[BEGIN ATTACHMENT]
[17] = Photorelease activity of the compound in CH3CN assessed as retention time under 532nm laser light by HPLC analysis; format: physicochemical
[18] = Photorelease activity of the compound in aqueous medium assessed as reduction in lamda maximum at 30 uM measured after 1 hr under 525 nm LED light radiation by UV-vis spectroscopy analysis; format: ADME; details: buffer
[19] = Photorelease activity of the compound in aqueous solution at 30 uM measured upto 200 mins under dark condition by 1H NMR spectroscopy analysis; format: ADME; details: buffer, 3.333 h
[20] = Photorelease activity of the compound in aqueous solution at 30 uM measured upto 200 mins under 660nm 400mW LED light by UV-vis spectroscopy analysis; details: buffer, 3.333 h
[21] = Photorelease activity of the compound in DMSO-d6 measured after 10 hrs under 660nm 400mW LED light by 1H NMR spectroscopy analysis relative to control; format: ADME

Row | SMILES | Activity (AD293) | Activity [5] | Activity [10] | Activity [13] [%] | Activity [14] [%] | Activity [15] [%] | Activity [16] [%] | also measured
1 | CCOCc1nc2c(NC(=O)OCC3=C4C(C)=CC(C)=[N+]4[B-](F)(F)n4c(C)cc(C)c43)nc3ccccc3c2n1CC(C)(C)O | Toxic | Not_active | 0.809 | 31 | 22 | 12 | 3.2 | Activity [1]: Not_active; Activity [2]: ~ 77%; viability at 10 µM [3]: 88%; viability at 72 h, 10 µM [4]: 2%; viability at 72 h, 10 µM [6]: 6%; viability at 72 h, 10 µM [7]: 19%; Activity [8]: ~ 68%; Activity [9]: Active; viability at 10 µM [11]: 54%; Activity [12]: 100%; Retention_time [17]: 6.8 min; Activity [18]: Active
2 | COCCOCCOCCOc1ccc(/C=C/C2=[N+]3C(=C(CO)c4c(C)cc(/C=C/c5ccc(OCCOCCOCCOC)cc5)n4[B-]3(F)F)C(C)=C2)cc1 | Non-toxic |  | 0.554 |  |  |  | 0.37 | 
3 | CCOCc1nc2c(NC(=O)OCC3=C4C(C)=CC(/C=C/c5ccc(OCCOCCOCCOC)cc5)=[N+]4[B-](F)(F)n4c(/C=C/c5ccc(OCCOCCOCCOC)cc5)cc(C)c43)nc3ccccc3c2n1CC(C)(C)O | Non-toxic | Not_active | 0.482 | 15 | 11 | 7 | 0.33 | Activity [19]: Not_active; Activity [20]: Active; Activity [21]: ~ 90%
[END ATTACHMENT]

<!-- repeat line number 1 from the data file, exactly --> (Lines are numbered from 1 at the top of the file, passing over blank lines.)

[17] = Photorelease activity of the compound in CH3CN assessed as retention time under 532nm laser light by HPLC analysis; format: physicochemical